Interview: DEAFKIDS

Yesterday after our show with Eyehategod in Switzerland, one guy told us that if he needed to describe our live experience to someone, he would say it's like taking DMT hahaha so I would go for that for now!

Brazilian band DEAFKIDS mix d-beat indebted punk rock with psychedelics, metal and Latin American rhythms to create a wonderful noise. A noise that is captured perfectly on the bands last single Espiral Da Loucura that came out in May. The band have recently toured Europe, which included debut dates in the UK and playing at Supersonic Festival. We caught up with drummer Mariano to hear all about how the tour went and their live experiences as well as their latest release, being signed to Neurot Recordings and their experiences with Neurosis and the influence of d-beat as well as music from their homeland in Brazil.

E&D: You have recently been on tour across Europe, a trek that included debut dates in the UK How did the tour go?

Mariano: Hey! This was our third time touring Europe and things were marvellous! We played in some countries we’ve never been before, like England and Poland, met new people, got more in touch with friends from the Neurosis crew, saw some nice bands and crazy environments and landscapes… Killer!

E&D: You played dates on the tour with Neurosis, Eyehategod, Converge and Wolves In The Throne Room among many other killer bands. How did those shows and experiences go and which bands have you enjoyed watching the most? 

Mariano: So far, we had amazing times with our friends from Neurosis and Eyehategod, and we also had a really good time with The Dwarfs of East Agouza too. That’s one of the most special experiences about touring – through sharing music from the heart you might be able to meet and feel some kind of a connection with these people, you know? It feels very special when you have the chance to make good friends and nice connections from all over like that! So far, the 3 bands I’ve mentioned were amazing, and also in UK we had the chance to check some really deep stuff like Yves Tumor, Group A, Lichens (with Yunohana Variations), Daniel Higgs, UKAEA, GNOD, Terminal Cheesecake and Casual Nun.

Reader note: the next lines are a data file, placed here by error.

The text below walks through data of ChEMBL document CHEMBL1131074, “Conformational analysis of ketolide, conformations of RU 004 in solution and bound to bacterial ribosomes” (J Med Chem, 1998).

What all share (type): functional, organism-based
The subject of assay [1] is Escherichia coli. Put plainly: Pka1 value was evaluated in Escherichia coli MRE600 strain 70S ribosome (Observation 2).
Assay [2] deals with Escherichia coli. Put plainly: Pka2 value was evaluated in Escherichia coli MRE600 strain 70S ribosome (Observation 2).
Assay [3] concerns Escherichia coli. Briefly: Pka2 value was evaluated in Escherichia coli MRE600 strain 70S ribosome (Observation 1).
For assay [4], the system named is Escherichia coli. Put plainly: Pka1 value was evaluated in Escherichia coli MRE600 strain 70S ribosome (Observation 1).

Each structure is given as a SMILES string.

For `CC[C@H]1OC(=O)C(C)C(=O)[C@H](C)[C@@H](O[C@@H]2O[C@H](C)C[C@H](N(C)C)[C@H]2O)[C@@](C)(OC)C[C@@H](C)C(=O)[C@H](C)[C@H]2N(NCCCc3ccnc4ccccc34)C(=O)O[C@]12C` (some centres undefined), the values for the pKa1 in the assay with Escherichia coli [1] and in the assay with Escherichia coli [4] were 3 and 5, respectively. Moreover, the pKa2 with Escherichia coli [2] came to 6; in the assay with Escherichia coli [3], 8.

E&D: What do you bring to your live performance to make it so intense? 

Mariano: It’s about celebrating life and death through sonic release and hypnotic rhythms. It’s a discharge of dense energies and it’s about resistance, we could say. The fact that we make music which is deeply focused on rhythm turns it into a corporal thing for us, and (if we’re doin’ it right) that hits the audience, then back on us.

E&D: What have been some of the highlights of the tour been?

Mariano: Playin’ in a whole variety of contexts – from the concerts with Neurosis to the dates on our own, as well as travelling with Noyades across France, playing Supersonic Festival, we’ve been through many different situations, places and venues. This is probably the best part of touring – you never know what to expect. I would quote the dates with Neurosis, not only for actually playing with them, but just by hanging out with the crew, the Eyehategod concert, for all the beers shared, Supersonic Festival and UK as whole, a killer concert with The Dwarfs of East Agouza in Brussels where everybody went nuts and a concert in Vera in Groningen where we played downstairs and then upstairs were the Togo All-Stars playing the real deal in African groove! We’ve danced until our feet fell off!